Beginnings

Yarra Glen is a typical close-knit small town with a population about 3500. It's not unusual for friends to discuss matters concerning the town and surrounding district. Public meetings held in the community after the February 2009 Black Saturday bush fires highlighted men's physical and mental health as a matter of concern.

And so it was that the thought of establishing a local Men's Shed germinated. It didn't take long before a nucleus of motivated locals organised the inaugural meeting on 15 September 2010 to set the ball rolling.

In no time it seems, location for new premises was found and approved, equipment donated, sponsors established, initial fund raising plans crystallised, building plans drawn up  and lodged with the local Shire Council, building grant applications lodged, Incorporation legalities finalised and a Community Service Trailer (a.k.a. "Shed On Wheels") fully stocked with tools received as a donation from the Portland Baptist Church.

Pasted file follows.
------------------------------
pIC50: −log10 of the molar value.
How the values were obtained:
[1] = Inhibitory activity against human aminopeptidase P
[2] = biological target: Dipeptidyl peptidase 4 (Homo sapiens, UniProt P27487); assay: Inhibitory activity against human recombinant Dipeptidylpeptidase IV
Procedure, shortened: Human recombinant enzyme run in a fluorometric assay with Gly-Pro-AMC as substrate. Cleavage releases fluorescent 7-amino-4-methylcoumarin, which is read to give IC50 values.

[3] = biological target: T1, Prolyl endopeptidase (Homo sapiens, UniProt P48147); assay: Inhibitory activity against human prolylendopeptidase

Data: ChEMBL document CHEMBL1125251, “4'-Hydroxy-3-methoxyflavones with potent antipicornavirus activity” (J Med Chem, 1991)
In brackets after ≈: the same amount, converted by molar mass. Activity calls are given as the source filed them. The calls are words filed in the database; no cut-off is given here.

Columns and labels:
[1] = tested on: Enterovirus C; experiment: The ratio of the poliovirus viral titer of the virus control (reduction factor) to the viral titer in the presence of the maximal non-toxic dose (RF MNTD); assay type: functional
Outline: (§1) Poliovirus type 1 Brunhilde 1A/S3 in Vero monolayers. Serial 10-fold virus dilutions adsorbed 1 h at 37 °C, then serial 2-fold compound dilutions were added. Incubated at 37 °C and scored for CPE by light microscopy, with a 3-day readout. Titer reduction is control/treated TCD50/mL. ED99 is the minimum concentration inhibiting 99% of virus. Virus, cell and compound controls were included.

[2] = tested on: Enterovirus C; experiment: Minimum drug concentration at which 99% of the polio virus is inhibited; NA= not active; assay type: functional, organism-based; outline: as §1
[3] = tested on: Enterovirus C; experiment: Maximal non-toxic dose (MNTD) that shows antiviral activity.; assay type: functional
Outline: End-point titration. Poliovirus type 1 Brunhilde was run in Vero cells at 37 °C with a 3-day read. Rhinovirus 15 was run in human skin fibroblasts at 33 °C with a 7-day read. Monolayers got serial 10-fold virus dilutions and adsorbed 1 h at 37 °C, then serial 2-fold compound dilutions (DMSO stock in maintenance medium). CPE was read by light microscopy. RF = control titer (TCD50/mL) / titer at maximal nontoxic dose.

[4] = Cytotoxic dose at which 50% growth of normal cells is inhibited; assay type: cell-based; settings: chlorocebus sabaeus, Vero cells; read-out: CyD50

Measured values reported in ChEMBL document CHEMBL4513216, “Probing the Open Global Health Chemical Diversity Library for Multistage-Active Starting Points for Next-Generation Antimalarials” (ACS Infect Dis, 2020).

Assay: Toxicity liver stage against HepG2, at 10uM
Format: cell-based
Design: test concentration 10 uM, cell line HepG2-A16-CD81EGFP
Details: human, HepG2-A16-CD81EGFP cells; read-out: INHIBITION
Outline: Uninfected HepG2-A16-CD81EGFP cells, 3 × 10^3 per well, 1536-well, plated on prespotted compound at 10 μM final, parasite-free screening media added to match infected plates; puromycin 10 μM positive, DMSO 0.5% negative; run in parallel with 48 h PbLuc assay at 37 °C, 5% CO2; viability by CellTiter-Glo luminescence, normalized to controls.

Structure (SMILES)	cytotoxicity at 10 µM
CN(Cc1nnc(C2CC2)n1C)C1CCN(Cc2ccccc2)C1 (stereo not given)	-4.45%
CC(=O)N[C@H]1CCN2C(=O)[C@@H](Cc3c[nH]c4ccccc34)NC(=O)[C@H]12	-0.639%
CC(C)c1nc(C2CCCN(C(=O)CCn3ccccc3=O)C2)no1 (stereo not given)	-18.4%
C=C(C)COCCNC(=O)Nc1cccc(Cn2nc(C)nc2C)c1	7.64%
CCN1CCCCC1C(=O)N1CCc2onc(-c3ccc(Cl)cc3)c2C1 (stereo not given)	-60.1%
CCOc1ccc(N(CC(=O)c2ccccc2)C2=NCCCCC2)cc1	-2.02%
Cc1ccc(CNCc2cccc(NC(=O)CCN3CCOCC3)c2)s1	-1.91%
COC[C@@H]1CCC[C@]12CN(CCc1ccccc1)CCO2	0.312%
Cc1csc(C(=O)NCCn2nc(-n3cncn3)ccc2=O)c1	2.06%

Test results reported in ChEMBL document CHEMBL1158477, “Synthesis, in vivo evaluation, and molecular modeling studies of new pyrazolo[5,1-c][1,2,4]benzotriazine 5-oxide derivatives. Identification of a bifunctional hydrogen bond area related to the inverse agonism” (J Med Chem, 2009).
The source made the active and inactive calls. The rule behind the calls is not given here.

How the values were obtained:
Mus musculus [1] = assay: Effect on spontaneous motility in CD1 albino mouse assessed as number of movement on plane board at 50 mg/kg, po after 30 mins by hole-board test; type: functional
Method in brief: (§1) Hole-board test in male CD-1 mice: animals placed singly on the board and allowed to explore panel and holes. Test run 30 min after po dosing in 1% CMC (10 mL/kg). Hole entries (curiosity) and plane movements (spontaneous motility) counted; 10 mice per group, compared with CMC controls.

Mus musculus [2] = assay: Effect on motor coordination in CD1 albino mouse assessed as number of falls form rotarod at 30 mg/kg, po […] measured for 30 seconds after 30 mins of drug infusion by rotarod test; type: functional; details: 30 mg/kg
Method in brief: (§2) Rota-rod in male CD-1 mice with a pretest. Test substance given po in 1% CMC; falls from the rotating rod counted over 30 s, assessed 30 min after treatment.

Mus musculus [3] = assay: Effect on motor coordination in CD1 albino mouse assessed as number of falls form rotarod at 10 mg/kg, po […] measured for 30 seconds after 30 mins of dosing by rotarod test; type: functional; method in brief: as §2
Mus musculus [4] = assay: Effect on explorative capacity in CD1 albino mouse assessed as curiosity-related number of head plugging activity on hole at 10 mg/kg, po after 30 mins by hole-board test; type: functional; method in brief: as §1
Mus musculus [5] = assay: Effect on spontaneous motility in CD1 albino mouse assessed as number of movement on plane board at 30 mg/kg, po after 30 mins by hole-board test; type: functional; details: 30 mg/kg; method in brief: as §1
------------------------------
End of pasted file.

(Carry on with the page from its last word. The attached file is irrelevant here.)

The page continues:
Early in 2012 steps were taken to create our own website. It is as you see it now. Over time it will grow as more features are added.

Building our generous 220 square metre extension to the Gary Cooper Pavilion in the recreational precinct of the town was started April 2013.

Even though there were some minor tasks in the fit-out yet to be done, in October 2013 it was completed to a stage which allowed the doors to be opened and members to begin working on projects. The official opening ceremony took place on 4 October 2014. Since then, Committee and members are actively involved in fund raising activities, community projects, training workshops and the all important weekly "Wednesday Coffee Mornings".

The future of the group is exciting indeed!

Mission Statement

The Yarra Glen and District Men's Shed aims to provide

  • a woodworking, metalworking, small machinery repair, hobby workshop facility and 'drop-in' centre for men of all ages.
     
  • a friendly and relaxed environment where members can enjoy the company of others and share skills while working on personal or community projects - an ideal 'personal shed substitute'.
     
  • a physical home maintenance help to the frail and elderly of the district in genuine need.
     
  • facilities to those who, because of various reasons, may no longer have access to their own 'shed' as well as to those who do.
     
  • a facility where school children may complete their projects in a mentored environment.
     
  • a venue to which local and district "aged-care" residents can be bused, thus allowing them an outing and offering a chance to tinker. Wheelchair access is available.  

Every bloke needs a shed - it's an Australian ideal!